In 2013, US President Barack Obama called for an end to public financing for coal-fired power plants in his Climate Action Plan. This announcement helped catalyze a shift in international lending priorities, with the Nordic countries, the U.K. and the Netherlands, in addition to the World Bank, European Investment Bank, and European Bank for Reconstruction and Development, all pledging to end financing for overseas coal except in rare circumstances. However, Japanese Prime Minister Shinzo Abe, mainly through the Japanese Bank for International Cooperation (JBIC), continues to actively promote coal-fired power plants. In fact, with USD $11.9 billion supporting coal projects since 2007, JBIC is the number one public financier of overseas coal in the world. We, a collection of NGOs from around the world, call on Prime Minister Abe to align Japan’s overseas investments with the international community and end support for coal plants.

Coal is at the core of many problems we face today. Not only is coal a key contributor to climate change, but people across the world are rising up in protest as soot, mercury, sulfur dioxide, and other deadly pollutants from coal-fired power plants put the lives of millions of people in nearby communities at risk. On top of that, coal plants have become increasingly risky investments, with the cost of coal rising while the cost of renewable energy alternatives continues to decline as the market rapidly grows.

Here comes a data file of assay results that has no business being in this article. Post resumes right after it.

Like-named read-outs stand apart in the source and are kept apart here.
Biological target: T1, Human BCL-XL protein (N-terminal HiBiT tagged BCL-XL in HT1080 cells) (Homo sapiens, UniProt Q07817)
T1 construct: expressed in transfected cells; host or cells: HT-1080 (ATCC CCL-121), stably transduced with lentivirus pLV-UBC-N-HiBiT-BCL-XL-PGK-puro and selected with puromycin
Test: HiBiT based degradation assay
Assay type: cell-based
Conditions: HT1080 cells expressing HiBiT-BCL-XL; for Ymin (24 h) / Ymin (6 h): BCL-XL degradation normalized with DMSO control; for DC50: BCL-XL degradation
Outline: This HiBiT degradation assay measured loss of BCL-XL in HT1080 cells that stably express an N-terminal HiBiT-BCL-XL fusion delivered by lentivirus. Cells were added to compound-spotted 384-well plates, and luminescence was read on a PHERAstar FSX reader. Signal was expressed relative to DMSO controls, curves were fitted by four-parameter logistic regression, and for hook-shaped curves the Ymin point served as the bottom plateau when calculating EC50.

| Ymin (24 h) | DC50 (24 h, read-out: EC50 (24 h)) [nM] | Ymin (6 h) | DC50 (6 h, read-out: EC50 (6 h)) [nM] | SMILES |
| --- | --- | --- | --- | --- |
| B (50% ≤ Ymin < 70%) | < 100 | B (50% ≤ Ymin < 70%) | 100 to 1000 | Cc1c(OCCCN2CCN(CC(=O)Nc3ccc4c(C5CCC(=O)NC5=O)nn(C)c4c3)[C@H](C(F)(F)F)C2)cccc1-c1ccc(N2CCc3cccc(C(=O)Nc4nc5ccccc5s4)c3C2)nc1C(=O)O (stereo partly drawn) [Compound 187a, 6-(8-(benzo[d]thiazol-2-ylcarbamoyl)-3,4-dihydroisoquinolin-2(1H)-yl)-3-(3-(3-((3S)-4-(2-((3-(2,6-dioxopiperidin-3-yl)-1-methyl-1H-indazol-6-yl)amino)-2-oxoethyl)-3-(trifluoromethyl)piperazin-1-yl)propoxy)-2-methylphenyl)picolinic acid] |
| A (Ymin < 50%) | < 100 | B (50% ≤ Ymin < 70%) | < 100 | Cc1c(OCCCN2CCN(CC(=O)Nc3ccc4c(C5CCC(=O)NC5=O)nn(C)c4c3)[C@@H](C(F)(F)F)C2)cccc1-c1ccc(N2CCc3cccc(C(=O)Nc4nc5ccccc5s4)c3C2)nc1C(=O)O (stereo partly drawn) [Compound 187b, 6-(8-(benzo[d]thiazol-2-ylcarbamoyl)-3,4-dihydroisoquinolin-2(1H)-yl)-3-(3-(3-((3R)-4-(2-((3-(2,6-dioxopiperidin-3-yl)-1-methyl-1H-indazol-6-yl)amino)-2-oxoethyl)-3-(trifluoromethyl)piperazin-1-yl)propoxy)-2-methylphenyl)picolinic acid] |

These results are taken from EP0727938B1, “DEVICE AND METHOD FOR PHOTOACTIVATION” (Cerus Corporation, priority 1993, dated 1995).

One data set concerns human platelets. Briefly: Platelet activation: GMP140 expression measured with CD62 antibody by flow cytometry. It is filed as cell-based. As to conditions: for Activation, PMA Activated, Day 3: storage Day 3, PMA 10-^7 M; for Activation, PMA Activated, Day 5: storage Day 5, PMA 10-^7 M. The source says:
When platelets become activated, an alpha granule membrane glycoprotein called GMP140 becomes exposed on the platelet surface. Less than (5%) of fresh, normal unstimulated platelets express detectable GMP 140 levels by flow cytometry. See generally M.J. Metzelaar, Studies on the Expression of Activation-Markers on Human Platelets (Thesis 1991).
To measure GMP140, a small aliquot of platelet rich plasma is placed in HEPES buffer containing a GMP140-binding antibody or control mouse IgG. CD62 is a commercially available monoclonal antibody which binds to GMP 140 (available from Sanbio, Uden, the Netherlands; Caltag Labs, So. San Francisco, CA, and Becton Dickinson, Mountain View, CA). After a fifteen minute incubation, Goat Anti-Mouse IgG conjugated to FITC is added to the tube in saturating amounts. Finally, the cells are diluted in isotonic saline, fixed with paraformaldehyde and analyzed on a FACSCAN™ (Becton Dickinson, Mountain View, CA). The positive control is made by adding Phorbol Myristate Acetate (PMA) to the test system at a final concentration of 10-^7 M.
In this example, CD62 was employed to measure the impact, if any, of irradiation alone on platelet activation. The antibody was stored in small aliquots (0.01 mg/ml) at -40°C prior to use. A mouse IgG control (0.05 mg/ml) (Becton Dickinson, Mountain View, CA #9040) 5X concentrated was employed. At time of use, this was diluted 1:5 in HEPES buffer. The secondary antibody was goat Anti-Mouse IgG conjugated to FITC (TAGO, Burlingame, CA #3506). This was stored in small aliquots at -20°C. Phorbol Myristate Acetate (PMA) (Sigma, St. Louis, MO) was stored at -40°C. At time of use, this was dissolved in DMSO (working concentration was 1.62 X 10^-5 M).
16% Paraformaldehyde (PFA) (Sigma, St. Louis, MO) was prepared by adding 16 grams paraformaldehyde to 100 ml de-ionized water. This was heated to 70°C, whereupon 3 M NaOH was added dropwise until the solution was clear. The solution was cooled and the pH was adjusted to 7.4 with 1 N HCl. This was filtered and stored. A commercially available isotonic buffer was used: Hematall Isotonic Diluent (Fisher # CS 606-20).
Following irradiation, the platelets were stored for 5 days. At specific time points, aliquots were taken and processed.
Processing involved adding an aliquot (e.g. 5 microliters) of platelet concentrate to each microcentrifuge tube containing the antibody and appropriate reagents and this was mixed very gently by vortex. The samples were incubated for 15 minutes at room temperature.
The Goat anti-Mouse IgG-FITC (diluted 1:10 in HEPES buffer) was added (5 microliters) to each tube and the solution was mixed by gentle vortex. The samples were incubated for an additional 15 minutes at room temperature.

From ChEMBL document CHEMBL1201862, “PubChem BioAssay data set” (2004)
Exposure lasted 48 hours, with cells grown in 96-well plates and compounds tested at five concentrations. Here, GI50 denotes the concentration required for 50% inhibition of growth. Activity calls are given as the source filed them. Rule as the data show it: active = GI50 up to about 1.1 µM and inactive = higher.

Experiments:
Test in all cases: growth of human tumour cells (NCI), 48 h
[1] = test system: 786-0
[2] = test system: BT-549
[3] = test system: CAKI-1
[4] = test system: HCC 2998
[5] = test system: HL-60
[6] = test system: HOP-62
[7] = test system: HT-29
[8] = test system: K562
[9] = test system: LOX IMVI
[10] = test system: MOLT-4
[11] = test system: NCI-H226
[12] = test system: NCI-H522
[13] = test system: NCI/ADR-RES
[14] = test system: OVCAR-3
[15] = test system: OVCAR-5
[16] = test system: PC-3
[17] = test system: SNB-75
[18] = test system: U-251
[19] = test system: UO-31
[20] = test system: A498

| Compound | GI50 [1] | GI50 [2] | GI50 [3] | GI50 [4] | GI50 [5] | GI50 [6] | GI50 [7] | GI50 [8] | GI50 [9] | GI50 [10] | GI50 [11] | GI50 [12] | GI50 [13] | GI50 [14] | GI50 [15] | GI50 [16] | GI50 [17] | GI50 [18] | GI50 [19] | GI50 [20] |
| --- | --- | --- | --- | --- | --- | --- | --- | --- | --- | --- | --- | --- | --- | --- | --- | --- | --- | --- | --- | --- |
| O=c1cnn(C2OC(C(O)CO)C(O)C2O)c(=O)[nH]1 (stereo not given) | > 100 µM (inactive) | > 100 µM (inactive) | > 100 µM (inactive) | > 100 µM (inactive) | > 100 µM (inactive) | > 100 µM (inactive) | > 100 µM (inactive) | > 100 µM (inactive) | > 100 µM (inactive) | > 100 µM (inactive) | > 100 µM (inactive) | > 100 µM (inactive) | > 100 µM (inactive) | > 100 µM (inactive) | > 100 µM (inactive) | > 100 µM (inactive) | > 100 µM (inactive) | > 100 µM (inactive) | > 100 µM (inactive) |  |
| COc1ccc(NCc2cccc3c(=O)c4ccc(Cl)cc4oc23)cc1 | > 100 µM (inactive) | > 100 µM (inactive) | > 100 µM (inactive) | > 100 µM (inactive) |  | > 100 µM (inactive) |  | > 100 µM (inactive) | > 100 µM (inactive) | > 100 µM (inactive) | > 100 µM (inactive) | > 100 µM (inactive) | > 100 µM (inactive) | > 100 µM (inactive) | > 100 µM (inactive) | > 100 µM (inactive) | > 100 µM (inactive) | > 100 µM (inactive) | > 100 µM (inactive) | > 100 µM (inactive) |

The Japanese government claims that they are helping to mitigate climate change by using state-of-the-art coal technology, but there simply is no way to make a coal plant clean. During the Warsaw 2013 UNFCCC COP, 27 leading climate and energy scientists from 15 countries issued a joint statement that burning just 26% of the world’s known coal reserves would break the global “carbon budget”, and further stated that “there is no room in the remaining carbon budget for building unabated coal power plants, even highly efficient ones.”

If Japan continues on its current course, it will fall further behind the rest of the international community in the fight against climate change. However, Japan can restore its standing by taking advantage of President Obama’s visit and joining the pledge to end financing for overseas coal plants.


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